Financial: Tax Write-Offs for Fun and Games

Financial: Tax Write-Offs for Fun and Games

By Mark E. Battersby / Published January 2024

Uncle Sam, in the form of tax deductions, is helping foot the bill for some of the more enjoyable aspects of doing business. Yes, enjoyable as when Uncle Sam picks up part of the cost of a pressure cleaning operation’s holiday parties. Or, when tax deductions reduce the out-of-pocket expense of worker rewards.

Entertaining employees—and even customers and prospects—can be both enjoyable and partially compensated for with tax write-offs. There are also write-offs for gifts given to workers, customers, and prospective customers although, like many otherwise fun aspects of the tax rules, there are a number of potential pitfalls.


What could be more enjoyable? A tax deduction for business entertainment is available to help with the cost of holiday parties or picnics. The parties can’t, of course, exclusively benefit owners, shareholders, or highly compensated employees, but parties thrown primarily for the benefit of all employees are 100 percent tax deductible.

The IRS requires that the party occur for an “ordinary and necessary” reason. This reason can be anything from “celebrating an important deal” to ”improving team relations.” As long as it can be shown that the party was a necessary expense of the pressure washing business, the IRS will usually approve it.

Thus, a party, company picnic, or other event hosted for the sole benefit of employees and their families is 100 percent tax deductible by a pressure washing business. In fact, employee parties (whether holiday or otherwise), picnics, outings, and team-building events all qualify for a 100 percent write-off.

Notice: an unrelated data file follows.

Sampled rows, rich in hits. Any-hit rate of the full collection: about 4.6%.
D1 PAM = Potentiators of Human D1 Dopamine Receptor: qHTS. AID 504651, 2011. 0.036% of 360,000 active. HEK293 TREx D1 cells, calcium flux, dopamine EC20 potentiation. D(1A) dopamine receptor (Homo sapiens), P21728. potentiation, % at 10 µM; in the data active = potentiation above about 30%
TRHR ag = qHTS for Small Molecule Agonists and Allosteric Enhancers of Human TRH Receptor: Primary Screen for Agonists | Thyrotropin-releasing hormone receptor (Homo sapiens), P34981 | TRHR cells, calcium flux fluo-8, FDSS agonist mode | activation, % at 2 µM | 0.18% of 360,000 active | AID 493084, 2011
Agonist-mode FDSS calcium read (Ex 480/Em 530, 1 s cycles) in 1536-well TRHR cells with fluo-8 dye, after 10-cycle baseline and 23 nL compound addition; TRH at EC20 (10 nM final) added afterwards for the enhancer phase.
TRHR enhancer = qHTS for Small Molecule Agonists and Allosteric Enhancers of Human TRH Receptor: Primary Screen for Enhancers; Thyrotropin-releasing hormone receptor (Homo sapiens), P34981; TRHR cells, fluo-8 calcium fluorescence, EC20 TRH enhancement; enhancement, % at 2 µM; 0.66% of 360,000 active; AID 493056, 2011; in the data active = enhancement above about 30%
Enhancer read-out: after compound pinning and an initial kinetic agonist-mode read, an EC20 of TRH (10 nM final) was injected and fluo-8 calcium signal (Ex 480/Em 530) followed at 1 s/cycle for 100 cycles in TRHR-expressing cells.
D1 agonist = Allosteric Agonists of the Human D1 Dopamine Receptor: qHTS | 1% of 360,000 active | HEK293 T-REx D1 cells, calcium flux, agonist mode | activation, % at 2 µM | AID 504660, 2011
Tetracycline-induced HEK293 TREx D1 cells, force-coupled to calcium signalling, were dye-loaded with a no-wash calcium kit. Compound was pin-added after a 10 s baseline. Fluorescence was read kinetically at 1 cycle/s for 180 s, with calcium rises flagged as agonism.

While things such as golf expenses and sports games cannot be deducted, there are a number of entertainment-related deductions for holiday parties, picnics, and events such as reward trips. The rules also cover expenses for business meetings, conferences, etc.

Going one step further, by structuring events properly and meeting the tax law’s requirements, a pressure washing business can show its appreciation of its customers with a 100 percent deduction. After all, tax deductible business entertainment expenses can also apply to customer appreciation parties, client appreciation events, and grand opening events as well as employee parties and picnics.


The cost of meals provided to customers, clients, or prospects, even if the meal is the entertainment or it’s part of other entertainment (refreshments at a football game, for instance), are considered “entertainment expenses.” Unfortunately, the tax deduction for business meals and entertainment is now only 50 percent instead of the 100 percent deduction allowed over the last few years.

Business entertainment expenses, including deductions related to entertainment facilities, are usually not deductible. Generally, meal expenses are not deductible unless a representative from the pressure cleaning operation, such as an owner or an employee, is present during the furnishing of the food or beverages. Naturally, such expenses can’t be either lavish or extravagant.


What can a pressure washing contractor or equipment business deduct on their tax return? The following are either 50 percent or 100 percent deductible: